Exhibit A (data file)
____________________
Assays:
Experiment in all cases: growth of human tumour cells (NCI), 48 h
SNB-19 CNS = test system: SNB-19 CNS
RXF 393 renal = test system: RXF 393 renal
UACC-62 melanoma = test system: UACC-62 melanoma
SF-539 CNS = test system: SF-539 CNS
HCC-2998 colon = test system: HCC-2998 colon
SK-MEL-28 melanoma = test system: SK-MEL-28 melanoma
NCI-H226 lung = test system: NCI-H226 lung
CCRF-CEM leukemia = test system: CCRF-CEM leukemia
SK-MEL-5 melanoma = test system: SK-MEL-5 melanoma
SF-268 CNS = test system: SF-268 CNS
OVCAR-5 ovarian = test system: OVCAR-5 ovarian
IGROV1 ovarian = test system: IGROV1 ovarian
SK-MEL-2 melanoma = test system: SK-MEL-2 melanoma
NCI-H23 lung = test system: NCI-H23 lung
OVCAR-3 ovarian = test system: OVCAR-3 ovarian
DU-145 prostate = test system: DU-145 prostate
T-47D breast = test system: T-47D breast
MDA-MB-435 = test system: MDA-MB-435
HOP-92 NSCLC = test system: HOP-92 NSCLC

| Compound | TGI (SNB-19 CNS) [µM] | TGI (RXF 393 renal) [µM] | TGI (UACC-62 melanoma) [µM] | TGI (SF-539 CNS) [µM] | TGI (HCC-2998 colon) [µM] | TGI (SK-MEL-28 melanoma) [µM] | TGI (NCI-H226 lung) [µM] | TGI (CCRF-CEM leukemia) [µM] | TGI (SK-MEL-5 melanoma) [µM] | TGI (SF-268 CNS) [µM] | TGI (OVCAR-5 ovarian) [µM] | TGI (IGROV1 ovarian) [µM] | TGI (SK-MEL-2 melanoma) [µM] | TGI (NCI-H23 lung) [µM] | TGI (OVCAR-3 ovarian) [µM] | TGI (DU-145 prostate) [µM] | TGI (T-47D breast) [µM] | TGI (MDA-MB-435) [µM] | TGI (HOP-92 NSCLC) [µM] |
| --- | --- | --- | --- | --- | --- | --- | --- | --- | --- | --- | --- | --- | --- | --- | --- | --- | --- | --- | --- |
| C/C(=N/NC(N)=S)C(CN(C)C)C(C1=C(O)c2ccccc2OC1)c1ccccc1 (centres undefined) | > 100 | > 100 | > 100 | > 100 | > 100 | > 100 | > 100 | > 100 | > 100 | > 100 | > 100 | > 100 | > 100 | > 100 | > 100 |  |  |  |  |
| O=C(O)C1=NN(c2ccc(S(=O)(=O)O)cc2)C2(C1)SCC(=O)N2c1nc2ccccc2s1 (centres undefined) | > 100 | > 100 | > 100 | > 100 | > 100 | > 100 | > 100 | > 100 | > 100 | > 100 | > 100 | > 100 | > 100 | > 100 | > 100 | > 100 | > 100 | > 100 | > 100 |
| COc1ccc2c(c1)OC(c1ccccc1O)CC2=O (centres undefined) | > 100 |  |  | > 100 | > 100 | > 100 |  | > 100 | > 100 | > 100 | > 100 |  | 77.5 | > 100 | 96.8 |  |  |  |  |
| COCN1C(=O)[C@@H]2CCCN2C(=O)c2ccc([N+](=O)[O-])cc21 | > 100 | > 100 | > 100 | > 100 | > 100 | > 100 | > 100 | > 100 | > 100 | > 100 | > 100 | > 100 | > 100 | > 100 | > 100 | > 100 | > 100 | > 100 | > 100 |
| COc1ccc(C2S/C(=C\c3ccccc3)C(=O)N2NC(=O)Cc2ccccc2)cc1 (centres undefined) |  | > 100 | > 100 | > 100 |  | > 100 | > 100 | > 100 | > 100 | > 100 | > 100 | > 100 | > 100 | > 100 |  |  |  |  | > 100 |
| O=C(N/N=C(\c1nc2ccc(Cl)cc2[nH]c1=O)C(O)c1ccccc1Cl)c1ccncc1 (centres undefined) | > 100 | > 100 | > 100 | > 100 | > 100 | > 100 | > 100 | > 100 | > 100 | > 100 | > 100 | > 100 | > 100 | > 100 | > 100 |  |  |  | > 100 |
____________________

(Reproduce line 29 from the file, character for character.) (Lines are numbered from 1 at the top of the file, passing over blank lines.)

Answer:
| O=C(N/N=C(\c1nc2ccc(Cl)cc2[nH]c1=O)C(O)c1ccccc1Cl)c1ccncc1 (centres undefined) | > 100 | > 100 | > 100 | > 100 | > 100 | > 100 | > 100 | > 100 | > 100 | > 100 | > 100 | > 100 | > 100 | > 100 | > 100 |  |  |  | > 100 |